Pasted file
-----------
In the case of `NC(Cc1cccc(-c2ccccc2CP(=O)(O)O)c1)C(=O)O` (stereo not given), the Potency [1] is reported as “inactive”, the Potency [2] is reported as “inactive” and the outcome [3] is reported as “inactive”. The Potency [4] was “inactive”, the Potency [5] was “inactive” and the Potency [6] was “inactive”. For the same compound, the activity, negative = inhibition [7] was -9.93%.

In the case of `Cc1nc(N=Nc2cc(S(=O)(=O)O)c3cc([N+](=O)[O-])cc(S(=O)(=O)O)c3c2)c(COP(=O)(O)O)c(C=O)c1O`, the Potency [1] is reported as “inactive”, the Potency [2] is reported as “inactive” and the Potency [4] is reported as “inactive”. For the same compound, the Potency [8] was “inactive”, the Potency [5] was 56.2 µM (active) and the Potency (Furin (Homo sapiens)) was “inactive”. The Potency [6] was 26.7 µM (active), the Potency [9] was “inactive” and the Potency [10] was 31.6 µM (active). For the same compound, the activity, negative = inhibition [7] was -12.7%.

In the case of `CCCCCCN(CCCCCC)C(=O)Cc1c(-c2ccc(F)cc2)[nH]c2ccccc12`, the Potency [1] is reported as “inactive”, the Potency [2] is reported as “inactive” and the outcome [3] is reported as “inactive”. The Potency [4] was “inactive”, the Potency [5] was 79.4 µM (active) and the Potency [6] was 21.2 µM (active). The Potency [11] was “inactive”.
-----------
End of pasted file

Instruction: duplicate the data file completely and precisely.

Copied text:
In the case of `NC(Cc1cccc(-c2ccccc2CP(=O)(O)O)c1)C(=O)O` (stereo not given), the Potency [1] is reported as “inactive”, the Potency [2] is reported as “inactive” and the outcome [3] is reported as “inactive”. The Potency [4] was “inactive”, the Potency [5] was “inactive” and the Potency [6] was “inactive”. For the same compound, the activity, negative = inhibition [7] was -9.93%.

In the case of `Cc1nc(N=Nc2cc(S(=O)(=O)O)c3cc([N+](=O)[O-])cc(S(=O)(=O)O)c3c2)c(COP(=O)(O)O)c(C=O)c1O`, the Potency [1] is reported as “inactive”, the Potency [2] is reported as “inactive” and the Potency [4] is reported as “inactive”. For the same compound, the Potency [8] was “inactive”, the Potency [5] was 56.2 µM (active) and the Potency (Furin (Homo sapiens)) was “inactive”. The Potency [6] was 26.7 µM (active), the Potency [9] was “inactive” and the Potency [10] was 31.6 µM (active). For the same compound, the activity, negative = inhibition [7] was -12.7%.

In the case of `CCCCCCN(CCCCCC)C(=O)Cc1c(-c2ccc(F)cc2)[nH]c2ccccc12`, the Potency [1] is reported as “inactive”, the Potency [2] is reported as “inactive” and the outcome [3] is reported as “inactive”. The Potency [4] was “inactive”, the Potency [5] was 79.4 µM (active) and the Potency [6] was 21.2 µM (active). The Potency [11] was “inactive”.